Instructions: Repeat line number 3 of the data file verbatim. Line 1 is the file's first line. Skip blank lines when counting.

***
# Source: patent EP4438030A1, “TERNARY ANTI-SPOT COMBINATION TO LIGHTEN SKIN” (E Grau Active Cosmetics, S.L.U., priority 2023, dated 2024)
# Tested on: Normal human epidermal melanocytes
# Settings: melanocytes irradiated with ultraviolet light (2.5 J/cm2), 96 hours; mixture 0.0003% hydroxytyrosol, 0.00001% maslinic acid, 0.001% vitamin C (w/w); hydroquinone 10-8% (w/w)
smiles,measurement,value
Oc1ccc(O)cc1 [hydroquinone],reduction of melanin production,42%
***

# Settings: melanocytes irradiated with ultraviolet light (2.5 J/cm2), 96 hours; mixture 0.0003% hydroxytyrosol, 0.00001% maslinic acid, 0.001% vitamin C (w/w); hydroquinone 10-8% (w/w)